Those issues haven’t prevented me from buying a Chromecast for myself. (The one I’m using now is on loan from Google.) Netflix streaming alone accounts for the vast majority of my video-watching at home, and $35 is well worth the convenience of being able to select and watch videos faster than I have before. If more developers end up supporting Chromecast, it’ll just be icing.

On that note, some critics see the lack of a dedicated remote and TV interface as a problem for Chromecast. I see it as an opportunity. It allows app developers to support Chromecast without the extra work of creating separate television apps, which they largely haven’t done for the perpetually-flailing Google TV. And as someone who gave up clunky cable remotes a long time ago, I’m ready for those button-laden monstrosities to be replaced by phones and tablets. Chromecast is the first device that envisions the touch screen as your primary remote control. It probably won’t be the last.

Apple Confirms That Its Dev Center Has Been Breached By Hackers

apple-breachAfter 3 days of silence as to why the iOS Developer Center has been down, Apple has just confirmed that they are investigating a security breach.

Developers just began receiving the email below; Apple has confirmed to us that the e-mail is legitimate.

According to the email, Apple detected a security breach on its Dev Center servers on Thursday. While most of the information on the servers was encrypted and Apple claims it’s safe, they do say that the hacker(s) may have accessed developer’s names, addresses, and email addresses.

Though we’ve yet to hear any reports of any individual accounts being used maliciously, it seems the intruders might already be attempting to use the accessed data to their advantage; since the developer center went down on Thursday, we’ve heard dozens of reports of developers receiving unsolicited password reset requests. A quick search on Twitter turns up dozens more.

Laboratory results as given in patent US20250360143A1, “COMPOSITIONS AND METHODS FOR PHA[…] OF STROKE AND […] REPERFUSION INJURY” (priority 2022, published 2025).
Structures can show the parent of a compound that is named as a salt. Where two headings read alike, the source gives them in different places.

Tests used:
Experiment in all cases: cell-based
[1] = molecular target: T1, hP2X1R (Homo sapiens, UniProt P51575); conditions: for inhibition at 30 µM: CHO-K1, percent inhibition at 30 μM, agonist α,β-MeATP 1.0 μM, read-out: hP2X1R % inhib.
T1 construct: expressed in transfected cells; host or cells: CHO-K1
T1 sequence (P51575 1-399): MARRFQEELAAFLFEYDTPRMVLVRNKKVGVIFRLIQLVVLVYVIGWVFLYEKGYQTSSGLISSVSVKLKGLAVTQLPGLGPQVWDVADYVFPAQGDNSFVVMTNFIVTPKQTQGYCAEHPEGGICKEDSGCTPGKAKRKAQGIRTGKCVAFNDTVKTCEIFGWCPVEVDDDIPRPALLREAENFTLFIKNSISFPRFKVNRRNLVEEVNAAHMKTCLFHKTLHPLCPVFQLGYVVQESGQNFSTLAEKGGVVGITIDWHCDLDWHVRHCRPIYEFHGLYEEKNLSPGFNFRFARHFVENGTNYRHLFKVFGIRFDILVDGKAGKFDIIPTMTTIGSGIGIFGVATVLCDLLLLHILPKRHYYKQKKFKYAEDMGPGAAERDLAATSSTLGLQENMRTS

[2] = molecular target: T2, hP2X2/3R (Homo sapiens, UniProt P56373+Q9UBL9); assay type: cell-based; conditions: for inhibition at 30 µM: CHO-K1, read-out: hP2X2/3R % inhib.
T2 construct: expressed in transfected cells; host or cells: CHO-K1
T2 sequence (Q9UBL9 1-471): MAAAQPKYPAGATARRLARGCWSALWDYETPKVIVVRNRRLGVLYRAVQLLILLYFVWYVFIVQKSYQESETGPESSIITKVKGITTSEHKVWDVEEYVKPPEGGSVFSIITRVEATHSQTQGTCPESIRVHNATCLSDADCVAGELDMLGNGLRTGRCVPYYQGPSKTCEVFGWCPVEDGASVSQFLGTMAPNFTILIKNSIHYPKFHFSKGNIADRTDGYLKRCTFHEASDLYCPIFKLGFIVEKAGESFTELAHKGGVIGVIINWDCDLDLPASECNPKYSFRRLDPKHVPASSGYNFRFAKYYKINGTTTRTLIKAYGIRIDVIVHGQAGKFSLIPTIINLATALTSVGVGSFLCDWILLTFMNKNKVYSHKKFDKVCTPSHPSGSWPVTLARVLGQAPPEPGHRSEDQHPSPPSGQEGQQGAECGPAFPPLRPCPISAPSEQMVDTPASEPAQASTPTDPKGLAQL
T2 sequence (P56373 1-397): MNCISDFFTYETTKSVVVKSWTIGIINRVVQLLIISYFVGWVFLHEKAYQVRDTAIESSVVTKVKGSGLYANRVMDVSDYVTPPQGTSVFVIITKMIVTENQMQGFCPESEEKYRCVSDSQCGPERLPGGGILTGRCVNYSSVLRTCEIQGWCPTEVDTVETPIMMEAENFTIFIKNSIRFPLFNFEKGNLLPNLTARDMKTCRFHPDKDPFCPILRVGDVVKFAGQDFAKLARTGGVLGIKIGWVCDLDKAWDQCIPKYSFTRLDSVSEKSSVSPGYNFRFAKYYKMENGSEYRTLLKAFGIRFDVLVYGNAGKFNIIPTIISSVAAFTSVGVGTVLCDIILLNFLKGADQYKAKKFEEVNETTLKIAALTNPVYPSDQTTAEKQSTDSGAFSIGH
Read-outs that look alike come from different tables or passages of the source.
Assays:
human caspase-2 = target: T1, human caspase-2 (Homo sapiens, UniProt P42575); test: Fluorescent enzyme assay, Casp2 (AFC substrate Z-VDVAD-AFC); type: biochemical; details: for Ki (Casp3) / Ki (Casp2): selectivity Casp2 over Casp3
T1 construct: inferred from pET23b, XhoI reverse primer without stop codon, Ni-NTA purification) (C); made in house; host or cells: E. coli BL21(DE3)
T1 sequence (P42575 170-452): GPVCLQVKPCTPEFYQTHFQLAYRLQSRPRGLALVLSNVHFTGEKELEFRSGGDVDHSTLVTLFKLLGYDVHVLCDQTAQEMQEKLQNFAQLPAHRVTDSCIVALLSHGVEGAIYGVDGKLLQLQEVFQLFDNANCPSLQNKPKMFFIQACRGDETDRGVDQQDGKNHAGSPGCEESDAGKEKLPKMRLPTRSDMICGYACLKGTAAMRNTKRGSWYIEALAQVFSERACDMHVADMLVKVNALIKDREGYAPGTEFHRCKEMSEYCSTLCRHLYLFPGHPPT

Update — Just got off the phone with an Apple rep, who confirmed a bit more:

  • The hack only affected developer accounts; standard iTunes accounts were not compromised
  • Credit card data was not compromised
  • They waited three days to alert developers because they were trying to figure out exactly what data was exposed
  • There is no time table yet for when the Dev Center will return

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Nokia Lumia 1020 camera compared to a Canon 60D DSLR, comes out on top

A lot of people were asking how the new Nokia Lumia 1020 stacks up against a DSLR. Unfortunately, the software on the 1020 isn’t fully complete yet so Nokia doesn’t allow samples to be published, so it’s early for a proper comparison. But it doesn’t hurt to take a peek – a quick comparison of photos on the device itself gives a preliminary answer.


After the unveiling, Nokia had set up a small lab with resolution charts so MyNokiaBlog was able to do the comparison of Lumia 1020 against a Canon 60D.

Two photos were snapped from the same distance – one with the 1020 and one with the 60D. The resolution lines on the Lumia 1020 photo started to converge around the 16 mark, while the lines in 60D photos converge around 12-13.